'We're getting flat out hammered right now.' UPS employees on working during the pandemic
At UPS, the most frantic time of year is typically around the winter holidays. Then things level off. But these days, as the coronavirus pandemic spurs American households and businesses to buy almost everything online, the deliveries have seemed relentless.Posted — Updated
Online sales data and anecdotal evidence from employees we spoke to show the volume of packages handled has significantly increased. That has many UPS workers putting in long, physically exhausting hours while, at the same time, taking extra precautions to protect themselves from infection.
"I'm working more than I ever have in almost 24 years at UPS," Jack Warren, a UPS delivery driver based out of Providence, Rhode Island, tells CNN. Warren is also a union steward and is in charge of the safety committee at his facility. He says the team spends extra time cleaning "handrails, doorknobs, some of the machinery," including the trucks and forklifts. Drivers, who walk into dozens of public spaces a day, also carry paper towels and cleaning spray, he said.
At UPS's massive Worldport facility in Louisville, Kentucky, which processes roughly 2 million packages a day, two employees have died from Covid-19, according to Teamsters Local 89, which represents workers at Worldport, and a Clarke County, Indiana health official. It's unclear where the workers contracted the virus, the company said. "COVID-19 is a community-spread virus. There is no way to know how/where someone contracted it," wrote UPS spokesman Jim Mayer in an email to CNN.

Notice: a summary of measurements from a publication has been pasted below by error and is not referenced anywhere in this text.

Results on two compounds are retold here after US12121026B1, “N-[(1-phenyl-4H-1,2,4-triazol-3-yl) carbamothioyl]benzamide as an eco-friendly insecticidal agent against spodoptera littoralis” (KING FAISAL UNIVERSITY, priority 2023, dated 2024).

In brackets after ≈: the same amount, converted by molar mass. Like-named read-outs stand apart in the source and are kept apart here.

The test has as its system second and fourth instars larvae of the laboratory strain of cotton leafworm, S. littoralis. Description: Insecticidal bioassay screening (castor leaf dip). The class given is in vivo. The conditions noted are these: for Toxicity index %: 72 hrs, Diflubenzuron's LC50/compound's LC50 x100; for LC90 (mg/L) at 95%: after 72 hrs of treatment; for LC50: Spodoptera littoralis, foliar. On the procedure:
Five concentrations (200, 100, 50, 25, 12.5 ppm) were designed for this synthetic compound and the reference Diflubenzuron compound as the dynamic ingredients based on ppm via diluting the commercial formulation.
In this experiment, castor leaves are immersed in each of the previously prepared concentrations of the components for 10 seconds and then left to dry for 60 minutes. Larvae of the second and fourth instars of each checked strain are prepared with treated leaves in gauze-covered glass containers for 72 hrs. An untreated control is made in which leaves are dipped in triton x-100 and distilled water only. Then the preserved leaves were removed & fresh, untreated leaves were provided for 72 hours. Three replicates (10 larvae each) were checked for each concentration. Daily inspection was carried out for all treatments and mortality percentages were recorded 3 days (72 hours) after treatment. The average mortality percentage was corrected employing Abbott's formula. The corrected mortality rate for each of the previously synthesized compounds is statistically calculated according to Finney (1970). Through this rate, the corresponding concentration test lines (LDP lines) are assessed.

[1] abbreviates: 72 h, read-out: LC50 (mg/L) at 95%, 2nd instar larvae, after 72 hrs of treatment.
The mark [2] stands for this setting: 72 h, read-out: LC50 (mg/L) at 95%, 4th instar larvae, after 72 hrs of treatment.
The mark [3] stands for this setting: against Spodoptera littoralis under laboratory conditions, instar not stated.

The company won't confirm how many workers have gotten sick, he added.
The company has put several measures in place to keep workers safe. UPS began distributing masks and personal protective equipment to workers in early April, Mayer said. To encourage social distancing, he said, the company has also added markings at six-foot intervals in areas where employees are likely to gather. At Worldport, it has rented school buses so workers can spread out while on company shuttles, Mayer said.
UPS said it is also offering two weeks of paid sick leave to workers who have been diagnosed with Covid-19 or placed under a quarantine. But some workers say more could be done: A Change.org petition demanding hazard pay for UPS workers has received nearly 240,000 signatures. The company said it's not providing hazard pay at this time.
The coronavirus has impacted the lives of many UPS delivery drivers, package handlers and their families. CNN spoke with some of them about their experiences. Here's what they had to say (these comments below have been edited for clarity).